Diploma in Strategy and Innovation
One of the scariest and nerve-wracking events for a 40-year old lady, apart from being aware that I hit 40 and also that I’m disclosing it here, and being a mother to a teen, a wannabe teen (hubby) and a puppy entering his teens, is getting back to studies!!
Of course, you know that when you are filling out the application form, writing pre-admission letters etc. but nothing prepares you for the moment when you are finally sitting in the room. The sickening feeling in the gut, questioning life decisions (most of them), self-doubts, etc. etc. all happened in a span of 20 mins from the time I reached Saïd Business School. I have done a lot of courses upskilling myself as part of my professional journey but very few of them were in classrooms, therefore, believe me when I say it was overwhelming, intimidating, exciting and invigorating – a rush of emotions!
A very famous physicist once said, “Everything should be made as simple as possible, but no simpler.” Prof. Teppo Fellin (Programme Director and Module 1- Strategy leader), I feel, follows this by rote. The lucidity in his speech and simplicity of the language buoyed by his energetic personality made life in the class a lot easier than I feared it would be. The exercises that made up part of the strategy sessions, conducted by Prof. Teppo, brought the cohort – a class of 62 from 33 countries from diverse domains together brainstorming, collaborating on case studies, sharing life and professional experiences. A cognitive diversity so amazing that one could dip in this pool of talented minds and emerge enriched.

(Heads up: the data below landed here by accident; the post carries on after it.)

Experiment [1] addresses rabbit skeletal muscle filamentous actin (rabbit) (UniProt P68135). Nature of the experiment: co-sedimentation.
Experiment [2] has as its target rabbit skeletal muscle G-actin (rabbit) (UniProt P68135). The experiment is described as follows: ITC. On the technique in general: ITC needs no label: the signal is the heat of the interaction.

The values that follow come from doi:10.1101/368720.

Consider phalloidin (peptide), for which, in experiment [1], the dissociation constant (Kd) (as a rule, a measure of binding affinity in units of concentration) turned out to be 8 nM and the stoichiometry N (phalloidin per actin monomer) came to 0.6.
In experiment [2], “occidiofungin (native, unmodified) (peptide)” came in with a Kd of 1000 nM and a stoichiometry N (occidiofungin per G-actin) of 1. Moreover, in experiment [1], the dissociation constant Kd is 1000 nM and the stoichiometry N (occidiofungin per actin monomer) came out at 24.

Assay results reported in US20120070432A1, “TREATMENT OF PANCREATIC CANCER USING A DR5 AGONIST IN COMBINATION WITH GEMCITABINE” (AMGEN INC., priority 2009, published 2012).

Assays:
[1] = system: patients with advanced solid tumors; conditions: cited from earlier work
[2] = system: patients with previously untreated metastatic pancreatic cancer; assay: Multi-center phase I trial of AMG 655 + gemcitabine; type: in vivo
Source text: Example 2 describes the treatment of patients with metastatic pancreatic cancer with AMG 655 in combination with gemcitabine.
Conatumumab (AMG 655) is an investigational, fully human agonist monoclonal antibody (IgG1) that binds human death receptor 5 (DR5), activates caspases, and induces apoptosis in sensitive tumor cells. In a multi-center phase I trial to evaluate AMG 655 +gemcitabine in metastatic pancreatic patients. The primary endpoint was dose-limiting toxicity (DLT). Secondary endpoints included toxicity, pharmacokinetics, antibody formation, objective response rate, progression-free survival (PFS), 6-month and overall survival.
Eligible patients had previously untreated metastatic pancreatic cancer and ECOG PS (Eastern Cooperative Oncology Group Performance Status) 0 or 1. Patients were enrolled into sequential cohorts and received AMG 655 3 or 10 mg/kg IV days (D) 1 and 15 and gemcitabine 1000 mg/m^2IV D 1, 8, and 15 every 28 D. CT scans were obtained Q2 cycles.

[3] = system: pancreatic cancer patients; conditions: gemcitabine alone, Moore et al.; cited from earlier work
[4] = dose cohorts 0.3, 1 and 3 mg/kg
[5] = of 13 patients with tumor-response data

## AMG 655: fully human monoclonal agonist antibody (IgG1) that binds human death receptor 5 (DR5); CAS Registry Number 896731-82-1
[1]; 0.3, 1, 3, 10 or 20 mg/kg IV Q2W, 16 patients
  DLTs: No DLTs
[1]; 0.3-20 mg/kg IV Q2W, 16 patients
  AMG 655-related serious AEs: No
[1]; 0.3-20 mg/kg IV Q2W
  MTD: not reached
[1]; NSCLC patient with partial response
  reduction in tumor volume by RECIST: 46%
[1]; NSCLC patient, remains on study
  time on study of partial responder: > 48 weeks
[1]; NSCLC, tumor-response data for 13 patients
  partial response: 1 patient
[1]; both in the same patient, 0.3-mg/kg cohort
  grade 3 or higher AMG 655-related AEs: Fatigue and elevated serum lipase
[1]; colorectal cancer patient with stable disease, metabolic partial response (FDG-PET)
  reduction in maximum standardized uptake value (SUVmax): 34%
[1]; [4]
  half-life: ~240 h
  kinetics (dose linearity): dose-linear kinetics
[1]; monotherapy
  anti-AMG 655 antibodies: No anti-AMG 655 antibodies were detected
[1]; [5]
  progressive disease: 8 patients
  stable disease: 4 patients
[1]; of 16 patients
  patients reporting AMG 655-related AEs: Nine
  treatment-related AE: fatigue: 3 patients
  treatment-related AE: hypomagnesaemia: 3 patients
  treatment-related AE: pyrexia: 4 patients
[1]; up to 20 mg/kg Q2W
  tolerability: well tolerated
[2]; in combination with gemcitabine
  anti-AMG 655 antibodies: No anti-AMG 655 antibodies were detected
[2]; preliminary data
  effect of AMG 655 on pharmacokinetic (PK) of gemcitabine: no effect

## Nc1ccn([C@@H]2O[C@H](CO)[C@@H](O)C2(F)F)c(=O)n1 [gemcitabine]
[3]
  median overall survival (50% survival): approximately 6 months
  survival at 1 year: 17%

We were fortunate to have an opportunity to listen to George F. R. Ellis, the eminent physicist, mathematician, cosmologist and an authority on The Big Bang and other cosmic mysteries, he spoke about Complexity, Reductionism, Emergence and Values and the analogy it shares with organisational structures and behaviours.
We have now finished Module-1, after a week I’m not sure I’d say it’s become any easier 😊 but having made some friends and finding commonality with my classmates has definitely put me more at ease and gives me a feeling that we are all in it together. A camaraderie, I hope and pray shall stay and will take us all through during this wonderful experience.
The highlight of the week was the grand tour of the hallowed grounds of St. Edmund Hall (the last surviving medieval hall at the University), Corpus Christi College and Exeter College, which boasts a pretty impressive array of alumni including 58 Nobel prize winners (who have either studied or taught at Oxford), 27 British prime ministers, famous writers, etc. We were in the very place that many former Prime Ministers and Presidents of the world and other eminent personalities rubbed shoulders, laying the foundations for influencing the world. Visiting the stunning college buildings of the oldest university in the English-speaking world leaves one in awe, not just for the architectural beauty surrounding you but also for the age-old traditions followed even today. For me tradition characterises Oxford as a historically and culturally rich city, and I’m ready to partake in all traditions, quirky or otherwise.
I’m limiting my words and thoughts for now. But will be posting more as we progress through this journey. For now, I’m focussing on preparing for the Module 1 exams and getting excited about the opportunity to wear the subfusc 😊Back to top of article